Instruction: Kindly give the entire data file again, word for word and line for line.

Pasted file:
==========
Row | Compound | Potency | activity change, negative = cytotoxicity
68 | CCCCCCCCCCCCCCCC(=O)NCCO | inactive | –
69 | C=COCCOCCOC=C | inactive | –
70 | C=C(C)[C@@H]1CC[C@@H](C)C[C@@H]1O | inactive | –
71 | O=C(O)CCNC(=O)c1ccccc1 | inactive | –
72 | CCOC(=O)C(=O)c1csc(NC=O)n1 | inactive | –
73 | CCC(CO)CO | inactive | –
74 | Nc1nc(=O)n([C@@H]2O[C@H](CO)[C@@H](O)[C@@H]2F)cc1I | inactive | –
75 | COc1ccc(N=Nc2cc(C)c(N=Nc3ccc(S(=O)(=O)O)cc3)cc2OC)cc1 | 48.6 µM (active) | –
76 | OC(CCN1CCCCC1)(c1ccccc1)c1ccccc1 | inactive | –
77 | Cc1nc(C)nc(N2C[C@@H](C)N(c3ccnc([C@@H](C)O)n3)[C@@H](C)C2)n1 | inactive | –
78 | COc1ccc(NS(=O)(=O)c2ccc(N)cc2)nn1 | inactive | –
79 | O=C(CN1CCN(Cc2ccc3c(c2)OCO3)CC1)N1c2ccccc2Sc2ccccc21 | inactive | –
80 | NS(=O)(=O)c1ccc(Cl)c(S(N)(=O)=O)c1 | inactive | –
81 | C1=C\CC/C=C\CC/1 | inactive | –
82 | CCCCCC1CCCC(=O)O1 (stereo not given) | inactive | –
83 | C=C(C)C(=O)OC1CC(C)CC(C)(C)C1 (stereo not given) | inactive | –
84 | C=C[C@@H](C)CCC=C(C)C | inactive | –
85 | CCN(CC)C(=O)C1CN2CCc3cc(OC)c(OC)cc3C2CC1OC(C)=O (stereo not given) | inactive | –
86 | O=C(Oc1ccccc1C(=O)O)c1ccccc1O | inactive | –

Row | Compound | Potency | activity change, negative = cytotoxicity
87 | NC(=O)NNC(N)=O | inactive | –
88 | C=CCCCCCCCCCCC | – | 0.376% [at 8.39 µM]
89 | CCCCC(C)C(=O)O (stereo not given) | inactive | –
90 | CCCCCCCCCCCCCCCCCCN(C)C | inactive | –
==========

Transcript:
Row | Compound | Potency | activity change, negative = cytotoxicity
68 | CCCCCCCCCCCCCCCC(=O)NCCO | inactive | –
69 | C=COCCOCCOC=C | inactive | –
70 | C=C(C)[C@@H]1CC[C@@H](C)C[C@@H]1O | inactive | –
71 | O=C(O)CCNC(=O)c1ccccc1 | inactive | –
72 | CCOC(=O)C(=O)c1csc(NC=O)n1 | inactive | –
73 | CCC(CO)CO | inactive | –
74 | Nc1nc(=O)n([C@@H]2O[C@H](CO)[C@@H](O)[C@@H]2F)cc1I | inactive | –
75 | COc1ccc(N=Nc2cc(C)c(N=Nc3ccc(S(=O)(=O)O)cc3)cc2OC)cc1 | 48.6 µM (active) | –
76 | OC(CCN1CCCCC1)(c1ccccc1)c1ccccc1 | inactive | –
77 | Cc1nc(C)nc(N2C[C@@H](C)N(c3ccnc([C@@H](C)O)n3)[C@@H](C)C2)n1 | inactive | –
78 | COc1ccc(NS(=O)(=O)c2ccc(N)cc2)nn1 | inactive | –
79 | O=C(CN1CCN(Cc2ccc3c(c2)OCO3)CC1)N1c2ccccc2Sc2ccccc21 | inactive | –
80 | NS(=O)(=O)c1ccc(Cl)c(S(N)(=O)=O)c1 | inactive | –
81 | C1=C\CC/C=C\CC/1 | inactive | –
82 | CCCCCC1CCCC(=O)O1 (stereo not given) | inactive | –
83 | C=C(C)C(=O)OC1CC(C)CC(C)(C)C1 (stereo not given) | inactive | –
84 | C=C[C@@H](C)CCC=C(C)C | inactive | –
85 | CCN(CC)C(=O)C1CN2CCc3cc(OC)c(OC)cc3C2CC1OC(C)=O (stereo not given) | inactive | –
86 | O=C(Oc1ccccc1C(=O)O)c1ccccc1O | inactive | –

Row | Compound | Potency | activity change, negative = cytotoxicity
87 | NC(=O)NNC(N)=O | inactive | –
88 | C=CCCCCCCCCCCC | – | 0.376% [at 8.39 µM]
89 | CCCCC(C)C(=O)O (stereo not given) | inactive | –
90 | CCCCCCCCCCCCCCCCCCN(C)C | inactive | –